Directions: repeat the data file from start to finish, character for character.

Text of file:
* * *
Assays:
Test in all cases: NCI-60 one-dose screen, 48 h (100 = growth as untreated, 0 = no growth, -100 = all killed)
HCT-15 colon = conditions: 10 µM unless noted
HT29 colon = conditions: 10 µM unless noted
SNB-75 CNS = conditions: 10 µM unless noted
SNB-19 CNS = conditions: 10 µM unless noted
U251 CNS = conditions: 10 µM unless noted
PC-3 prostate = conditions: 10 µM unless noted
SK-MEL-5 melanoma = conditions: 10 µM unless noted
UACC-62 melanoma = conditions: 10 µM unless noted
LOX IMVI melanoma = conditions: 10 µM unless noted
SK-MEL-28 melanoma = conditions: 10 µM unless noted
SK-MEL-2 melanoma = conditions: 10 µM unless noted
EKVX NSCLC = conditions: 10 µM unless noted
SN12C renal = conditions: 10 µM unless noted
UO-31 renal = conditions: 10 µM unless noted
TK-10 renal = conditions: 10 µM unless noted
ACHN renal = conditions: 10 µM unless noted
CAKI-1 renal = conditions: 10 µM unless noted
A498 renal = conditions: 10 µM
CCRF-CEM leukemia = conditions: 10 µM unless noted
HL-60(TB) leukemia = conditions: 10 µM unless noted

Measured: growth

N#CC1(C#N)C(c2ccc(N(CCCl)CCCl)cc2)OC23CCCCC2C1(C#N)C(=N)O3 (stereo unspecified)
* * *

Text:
Assays:
Test in all cases: NCI-60 one-dose screen, 48 h (100 = growth as untreated, 0 = no growth, -100 = all killed)
HCT-15 colon = conditions: 10 µM unless noted
HT29 colon = conditions: 10 µM unless noted
SNB-75 CNS = conditions: 10 µM unless noted
SNB-19 CNS = conditions: 10 µM unless noted
U251 CNS = conditions: 10 µM unless noted
PC-3 prostate = conditions: 10 µM unless noted
SK-MEL-5 melanoma = conditions: 10 µM unless noted
UACC-62 melanoma = conditions: 10 µM unless noted
LOX IMVI melanoma = conditions: 10 µM unless noted
SK-MEL-28 melanoma = conditions: 10 µM unless noted
SK-MEL-2 melanoma = conditions: 10 µM unless noted
EKVX NSCLC = conditions: 10 µM unless noted
SN12C renal = conditions: 10 µM unless noted
UO-31 renal = conditions: 10 µM unless noted
TK-10 renal = conditions: 10 µM unless noted
ACHN renal = conditions: 10 µM unless noted
CAKI-1 renal = conditions: 10 µM unless noted
A498 renal = conditions: 10 µM
CCRF-CEM leukemia = conditions: 10 µM unless noted
HL-60(TB) leukemia = conditions: 10 µM unless noted

Measured: growth

N#CC1(C#N)C(c2ccc(N(CCCl)CCCl)cc2)OC23CCCCC2C1(C#N)C(=N)O3 (stereo unspecified)